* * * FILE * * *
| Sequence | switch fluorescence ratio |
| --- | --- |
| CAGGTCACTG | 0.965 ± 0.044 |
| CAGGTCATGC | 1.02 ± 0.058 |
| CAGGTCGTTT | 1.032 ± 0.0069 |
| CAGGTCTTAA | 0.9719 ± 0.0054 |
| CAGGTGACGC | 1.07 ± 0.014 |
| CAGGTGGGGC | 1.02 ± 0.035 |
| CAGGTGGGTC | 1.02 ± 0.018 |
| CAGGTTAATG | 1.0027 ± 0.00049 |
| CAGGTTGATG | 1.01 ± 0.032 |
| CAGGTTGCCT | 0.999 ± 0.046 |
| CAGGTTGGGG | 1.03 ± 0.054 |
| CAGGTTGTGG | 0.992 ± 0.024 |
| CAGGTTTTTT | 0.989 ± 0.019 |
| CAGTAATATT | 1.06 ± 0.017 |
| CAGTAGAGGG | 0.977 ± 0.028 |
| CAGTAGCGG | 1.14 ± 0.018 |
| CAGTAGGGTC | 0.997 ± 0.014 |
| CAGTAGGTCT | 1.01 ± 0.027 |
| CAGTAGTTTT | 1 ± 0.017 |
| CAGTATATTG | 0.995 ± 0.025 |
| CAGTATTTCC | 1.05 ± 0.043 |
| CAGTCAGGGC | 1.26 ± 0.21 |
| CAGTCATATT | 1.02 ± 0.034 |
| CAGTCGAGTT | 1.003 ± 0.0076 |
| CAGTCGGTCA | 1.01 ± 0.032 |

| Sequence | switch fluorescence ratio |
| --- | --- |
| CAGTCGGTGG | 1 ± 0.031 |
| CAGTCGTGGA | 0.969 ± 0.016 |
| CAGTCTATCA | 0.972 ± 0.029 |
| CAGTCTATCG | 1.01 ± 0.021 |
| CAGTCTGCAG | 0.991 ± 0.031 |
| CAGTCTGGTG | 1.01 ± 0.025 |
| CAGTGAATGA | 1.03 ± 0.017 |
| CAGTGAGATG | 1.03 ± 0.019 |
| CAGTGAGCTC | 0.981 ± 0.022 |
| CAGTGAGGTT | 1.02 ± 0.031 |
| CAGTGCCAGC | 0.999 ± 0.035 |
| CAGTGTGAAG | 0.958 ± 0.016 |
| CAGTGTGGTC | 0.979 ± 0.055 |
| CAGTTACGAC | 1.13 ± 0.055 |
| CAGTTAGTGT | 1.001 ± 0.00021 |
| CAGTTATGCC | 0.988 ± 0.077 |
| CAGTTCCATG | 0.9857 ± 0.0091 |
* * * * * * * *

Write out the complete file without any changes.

| Sequence | switch fluorescence ratio |
| --- | --- |
| CAGGTCACTG | 0.965 ± 0.044 |
| CAGGTCATGC | 1.02 ± 0.058 |
| CAGGTCGTTT | 1.032 ± 0.0069 |
| CAGGTCTTAA | 0.9719 ± 0.0054 |
| CAGGTGACGC | 1.07 ± 0.014 |
| CAGGTGGGGC | 1.02 ± 0.035 |
| CAGGTGGGTC | 1.02 ± 0.018 |
| CAGGTTAATG | 1.0027 ± 0.00049 |
| CAGGTTGATG | 1.01 ± 0.032 |
| CAGGTTGCCT | 0.999 ± 0.046 |
| CAGGTTGGGG | 1.03 ± 0.054 |
| CAGGTTGTGG | 0.992 ± 0.024 |
| CAGGTTTTTT | 0.989 ± 0.019 |
| CAGTAATATT | 1.06 ± 0.017 |
| CAGTAGAGGG | 0.977 ± 0.028 |
| CAGTAGCGG | 1.14 ± 0.018 |
| CAGTAGGGTC | 0.997 ± 0.014 |
| CAGTAGGTCT | 1.01 ± 0.027 |
| CAGTAGTTTT | 1 ± 0.017 |
| CAGTATATTG | 0.995 ± 0.025 |
| CAGTATTTCC | 1.05 ± 0.043 |
| CAGTCAGGGC | 1.26 ± 0.21 |
| CAGTCATATT | 1.02 ± 0.034 |
| CAGTCGAGTT | 1.003 ± 0.0076 |
| CAGTCGGTCA | 1.01 ± 0.032 |

| Sequence | switch fluorescence ratio |
| --- | --- |
| CAGTCGGTGG | 1 ± 0.031 |
| CAGTCGTGGA | 0.969 ± 0.016 |
| CAGTCTATCA | 0.972 ± 0.029 |
| CAGTCTATCG | 1.01 ± 0.021 |
| CAGTCTGCAG | 0.991 ± 0.031 |
| CAGTCTGGTG | 1.01 ± 0.025 |
| CAGTGAATGA | 1.03 ± 0.017 |
| CAGTGAGATG | 1.03 ± 0.019 |
| CAGTGAGCTC | 0.981 ± 0.022 |
| CAGTGAGGTT | 1.02 ± 0.031 |
| CAGTGCCAGC | 0.999 ± 0.035 |
| CAGTGTGAAG | 0.958 ± 0.016 |
| CAGTGTGGTC | 0.979 ± 0.055 |
| CAGTTACGAC | 1.13 ± 0.055 |
| CAGTTAGTGT | 1.001 ± 0.00021 |
| CAGTTATGCC | 0.988 ± 0.077 |
| CAGTTCCATG | 0.9857 ± 0.0091 |